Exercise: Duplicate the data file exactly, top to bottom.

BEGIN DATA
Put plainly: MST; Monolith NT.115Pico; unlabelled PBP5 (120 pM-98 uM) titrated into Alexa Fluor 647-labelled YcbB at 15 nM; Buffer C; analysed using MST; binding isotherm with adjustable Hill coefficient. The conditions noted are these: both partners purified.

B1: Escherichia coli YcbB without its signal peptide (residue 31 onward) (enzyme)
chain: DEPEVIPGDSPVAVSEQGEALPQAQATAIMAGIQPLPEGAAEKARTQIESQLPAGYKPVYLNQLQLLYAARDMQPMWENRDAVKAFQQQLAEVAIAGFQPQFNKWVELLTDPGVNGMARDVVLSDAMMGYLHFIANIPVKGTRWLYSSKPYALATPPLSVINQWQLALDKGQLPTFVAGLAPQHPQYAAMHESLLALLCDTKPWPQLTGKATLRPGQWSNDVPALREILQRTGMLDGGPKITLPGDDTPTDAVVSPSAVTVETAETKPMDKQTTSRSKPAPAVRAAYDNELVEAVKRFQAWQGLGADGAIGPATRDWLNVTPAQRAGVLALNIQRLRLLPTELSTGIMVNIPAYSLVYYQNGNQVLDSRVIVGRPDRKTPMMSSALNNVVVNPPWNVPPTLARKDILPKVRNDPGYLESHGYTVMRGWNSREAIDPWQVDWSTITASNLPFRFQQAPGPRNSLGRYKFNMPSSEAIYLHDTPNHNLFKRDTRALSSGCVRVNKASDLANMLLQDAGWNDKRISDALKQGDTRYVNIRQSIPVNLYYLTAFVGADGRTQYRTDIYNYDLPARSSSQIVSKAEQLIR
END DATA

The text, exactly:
Put plainly: MST; Monolith NT.115Pico; unlabelled PBP5 (120 pM-98 uM) titrated into Alexa Fluor 647-labelled YcbB at 15 nM; Buffer C; analysed using MST; binding isotherm with adjustable Hill coefficient. The conditions noted are these: both partners purified.

B1: Escherichia coli YcbB without its signal peptide (residue 31 onward) (enzyme)
chain: DEPEVIPGDSPVAVSEQGEALPQAQATAIMAGIQPLPEGAAEKARTQIESQLPAGYKPVYLNQLQLLYAARDMQPMWENRDAVKAFQQQLAEVAIAGFQPQFNKWVELLTDPGVNGMARDVVLSDAMMGYLHFIANIPVKGTRWLYSSKPYALATPPLSVINQWQLALDKGQLPTFVAGLAPQHPQYAAMHESLLALLCDTKPWPQLTGKATLRPGQWSNDVPALREILQRTGMLDGGPKITLPGDDTPTDAVVSPSAVTVETAETKPMDKQTTSRSKPAPAVRAAYDNELVEAVKRFQAWQGLGADGAIGPATRDWLNVTPAQRAGVLALNIQRLRLLPTELSTGIMVNIPAYSLVYYQNGNQVLDSRVIVGRPDRKTPMMSSALNNVVVNPPWNVPPTLARKDILPKVRNDPGYLESHGYTVMRGWNSREAIDPWQVDWSTITASNLPFRFQQAPGPRNSLGRYKFNMPSSEAIYLHDTPNHNLFKRDTRALSSGCVRVNKASDLANMLLQDAGWNDKRISDALKQGDTRYVNIRQSIPVNLYYLTAFVGADGRTQYRTDIYNYDLPARSSSQIVSKAEQLIR